By Robeel Haq
Are logistics companies in the Mideast still heading for a bumpy ride in the region? Robeel Haq analyses.
Growth prospects are still available in the Middle East. That is the message that research firm Booz and Company is sending to the global logistics industry with its latest report, which states the GCC market increased in value to US$18 billion in 2008, with further growth being forecast in the coming years.
The report will receive a hero's welcome from the industry, especially at a time when the global media is churning out stories of depressed markets and company closures.
However, looking at the small print, it seems logistics companies are still heading for a bumpy ride in the region. The forecast might be bright, but the market will become more and more competitive, especially with international players flocking to our sunny shores and away from stagnant markets in other parts of the world.
"For local players to survive, they need a strong business platform and the ability to deliver services that match the highest of global standards," the report states with a bleak honesty.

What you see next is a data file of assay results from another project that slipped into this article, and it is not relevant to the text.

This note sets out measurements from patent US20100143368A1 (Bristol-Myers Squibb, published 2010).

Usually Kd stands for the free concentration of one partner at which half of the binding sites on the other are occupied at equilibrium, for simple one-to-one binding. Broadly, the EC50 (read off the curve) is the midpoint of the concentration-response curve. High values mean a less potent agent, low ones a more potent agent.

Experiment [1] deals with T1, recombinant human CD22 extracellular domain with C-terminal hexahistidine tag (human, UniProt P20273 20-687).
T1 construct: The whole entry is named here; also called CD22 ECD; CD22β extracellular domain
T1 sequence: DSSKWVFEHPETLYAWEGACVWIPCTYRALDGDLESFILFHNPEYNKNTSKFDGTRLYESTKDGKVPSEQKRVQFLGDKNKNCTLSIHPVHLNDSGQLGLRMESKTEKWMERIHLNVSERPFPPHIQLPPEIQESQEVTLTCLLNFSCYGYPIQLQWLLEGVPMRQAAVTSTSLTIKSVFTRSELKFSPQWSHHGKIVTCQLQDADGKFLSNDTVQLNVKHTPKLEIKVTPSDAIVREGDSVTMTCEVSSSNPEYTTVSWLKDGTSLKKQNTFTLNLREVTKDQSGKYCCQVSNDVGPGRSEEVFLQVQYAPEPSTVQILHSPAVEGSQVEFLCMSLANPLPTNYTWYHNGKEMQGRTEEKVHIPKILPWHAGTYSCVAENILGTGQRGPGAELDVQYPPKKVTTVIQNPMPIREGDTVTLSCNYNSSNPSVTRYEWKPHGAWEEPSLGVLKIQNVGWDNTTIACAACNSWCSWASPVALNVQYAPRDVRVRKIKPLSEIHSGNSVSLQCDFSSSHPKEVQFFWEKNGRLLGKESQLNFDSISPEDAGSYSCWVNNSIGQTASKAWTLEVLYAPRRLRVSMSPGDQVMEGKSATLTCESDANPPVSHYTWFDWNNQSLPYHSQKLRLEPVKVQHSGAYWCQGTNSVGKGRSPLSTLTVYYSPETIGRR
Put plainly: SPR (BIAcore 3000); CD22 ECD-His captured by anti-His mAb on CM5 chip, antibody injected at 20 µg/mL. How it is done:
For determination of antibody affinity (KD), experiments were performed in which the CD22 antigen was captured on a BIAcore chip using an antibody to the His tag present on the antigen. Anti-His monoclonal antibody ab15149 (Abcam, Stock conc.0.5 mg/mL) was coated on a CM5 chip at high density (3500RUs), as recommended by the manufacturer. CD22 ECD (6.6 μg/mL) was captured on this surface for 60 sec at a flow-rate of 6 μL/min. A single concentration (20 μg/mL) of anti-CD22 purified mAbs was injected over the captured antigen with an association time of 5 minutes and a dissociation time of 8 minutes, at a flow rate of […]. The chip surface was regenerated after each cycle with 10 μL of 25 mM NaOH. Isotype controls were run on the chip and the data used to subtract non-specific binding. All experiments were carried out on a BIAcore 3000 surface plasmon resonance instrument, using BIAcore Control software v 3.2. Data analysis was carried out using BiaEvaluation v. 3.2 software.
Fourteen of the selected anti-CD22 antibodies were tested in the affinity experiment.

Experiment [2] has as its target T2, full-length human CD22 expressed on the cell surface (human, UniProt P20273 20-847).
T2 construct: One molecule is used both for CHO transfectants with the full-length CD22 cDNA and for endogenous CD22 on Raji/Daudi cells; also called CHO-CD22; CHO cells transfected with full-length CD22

Of course, with a suitable action plan and a determination to succeed, the Middle East is still offering an abundant supply of opportunities. To capitalise on this, Booz and Company has outlined a multi-phase approach that covers everything from organic growth, alliances with international players, expansion into new markets and aligning future ambitions with available budgets and expertise.
We discuss the implications of this report with its author, Fadi Majdalani, in this month's issue, followed by supporting interviews with ten of the smartest players in the Middle East 3PL sector, including Gulf Agency Company (GAC), Aramex and Al-Futtaim Logistics. In addition, our cover story on Global Shipping & Logistics (GSL) provides a great case study on how local companies are continuing to thrive in the face of market challenges. Enjoy the read and we'll see you again next month.
If you have any comments to make on this month's issue, please email Robeel Haq, senior group editor (email@example.com)
Robeel Haq is the senior group editor of ITP Business' transport magazines.
If they aren't shipping it then nobody is buying it. This makes the logistics sector a hot wire to what is happening in manufacturing in the high tech arena. Belly cargo on all airlines is way down and those logistics companies with their own aged fleets of M11s and expensive B747Fs must be smarting, even though fuel is cheaper for now. Aramex, Agility and a few other local players are in a much better positiion, because they have much quicker response times in this changing markets. The big names are lumbering and their overheads are killing them.